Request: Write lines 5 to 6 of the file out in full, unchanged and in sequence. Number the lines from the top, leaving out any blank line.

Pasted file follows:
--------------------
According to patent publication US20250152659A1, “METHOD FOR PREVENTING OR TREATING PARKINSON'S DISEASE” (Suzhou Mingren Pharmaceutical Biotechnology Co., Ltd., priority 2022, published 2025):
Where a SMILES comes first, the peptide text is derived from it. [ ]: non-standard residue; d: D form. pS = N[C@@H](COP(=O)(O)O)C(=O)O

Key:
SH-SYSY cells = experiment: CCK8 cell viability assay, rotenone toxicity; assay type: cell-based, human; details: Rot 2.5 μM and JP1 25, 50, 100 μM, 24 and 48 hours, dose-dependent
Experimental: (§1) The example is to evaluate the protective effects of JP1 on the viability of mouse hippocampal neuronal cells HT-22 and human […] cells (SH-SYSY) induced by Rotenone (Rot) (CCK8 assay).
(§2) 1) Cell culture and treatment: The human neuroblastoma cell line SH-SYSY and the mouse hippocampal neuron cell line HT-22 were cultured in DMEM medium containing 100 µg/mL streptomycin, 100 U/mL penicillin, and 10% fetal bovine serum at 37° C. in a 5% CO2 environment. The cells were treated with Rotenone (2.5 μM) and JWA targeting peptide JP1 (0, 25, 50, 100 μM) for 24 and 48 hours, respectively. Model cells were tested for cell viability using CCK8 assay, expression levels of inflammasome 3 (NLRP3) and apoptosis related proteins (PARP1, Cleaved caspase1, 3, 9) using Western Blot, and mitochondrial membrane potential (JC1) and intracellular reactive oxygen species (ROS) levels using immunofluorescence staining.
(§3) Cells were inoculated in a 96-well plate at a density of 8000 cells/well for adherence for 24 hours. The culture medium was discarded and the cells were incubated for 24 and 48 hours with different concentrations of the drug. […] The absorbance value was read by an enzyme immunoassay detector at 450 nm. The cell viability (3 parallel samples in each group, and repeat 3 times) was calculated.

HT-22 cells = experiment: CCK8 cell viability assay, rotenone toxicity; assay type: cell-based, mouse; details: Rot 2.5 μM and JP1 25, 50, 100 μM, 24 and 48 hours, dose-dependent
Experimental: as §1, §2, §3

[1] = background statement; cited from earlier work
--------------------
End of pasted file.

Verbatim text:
Experimental: (§1) The example is to evaluate the protective effects of JP1 on the viability of mouse hippocampal neuronal cells HT-22 and human […] cells (SH-SYSY) induced by Rotenone (Rot) (CCK8 assay).
(§2) 1) Cell culture and treatment: The human neuroblastoma cell line SH-SYSY and the mouse hippocampal neuron cell line HT-22 were cultured in DMEM medium containing 100 µg/mL streptomycin, 100 U/mL penicillin, and 10% fetal bovine serum at 37° C. in a 5% CO2 environment. The cells were treated with Rotenone (2.5 μM) and JWA targeting peptide JP1 (0, 25, 50, 100 μM) for 24 and 48 hours, respectively. Model cells were tested for cell viability using CCK8 assay, expression levels of inflammasome 3 (NLRP3) and apoptosis related proteins (PARP1, Cleaved caspase1, 3, 9) using Western Blot, and mitochondrial membrane potential (JC1) and intracellular reactive oxygen species (ROS) levels using immunofluorescence staining.